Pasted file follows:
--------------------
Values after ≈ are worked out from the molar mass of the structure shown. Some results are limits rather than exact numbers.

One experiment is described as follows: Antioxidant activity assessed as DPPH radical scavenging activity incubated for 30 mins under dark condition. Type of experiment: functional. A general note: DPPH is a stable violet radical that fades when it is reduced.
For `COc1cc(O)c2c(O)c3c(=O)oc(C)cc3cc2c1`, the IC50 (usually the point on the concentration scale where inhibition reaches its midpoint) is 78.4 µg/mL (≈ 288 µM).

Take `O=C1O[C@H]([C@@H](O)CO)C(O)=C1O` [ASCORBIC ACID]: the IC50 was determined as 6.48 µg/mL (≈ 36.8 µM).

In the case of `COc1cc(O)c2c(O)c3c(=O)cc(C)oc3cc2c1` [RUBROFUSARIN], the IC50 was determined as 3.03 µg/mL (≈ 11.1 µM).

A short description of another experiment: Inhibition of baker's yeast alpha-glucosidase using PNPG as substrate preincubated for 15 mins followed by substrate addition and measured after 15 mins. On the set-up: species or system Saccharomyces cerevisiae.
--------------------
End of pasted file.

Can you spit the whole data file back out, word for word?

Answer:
Values after ≈ are worked out from the molar mass of the structure shown. Some results are limits rather than exact numbers.

One experiment is described as follows: Antioxidant activity assessed as DPPH radical scavenging activity incubated for 30 mins under dark condition. Type of experiment: functional. A general note: DPPH is a stable violet radical that fades when it is reduced.
For `COc1cc(O)c2c(O)c3c(=O)oc(C)cc3cc2c1`, the IC50 (usually the point on the concentration scale where inhibition reaches its midpoint) is 78.4 µg/mL (≈ 288 µM).

Take `O=C1O[C@H]([C@@H](O)CO)C(O)=C1O` [ASCORBIC ACID]: the IC50 was determined as 6.48 µg/mL (≈ 36.8 µM).

In the case of `COc1cc(O)c2c(O)c3c(=O)cc(C)oc3cc2c1` [RUBROFUSARIN], the IC50 was determined as 3.03 µg/mL (≈ 11.1 µM).

A short description of another experiment: Inhibition of baker's yeast alpha-glucosidase using PNPG as substrate preincubated for 15 mins followed by substrate addition and measured after 15 mins. On the set-up: species or system Saccharomyces cerevisiae.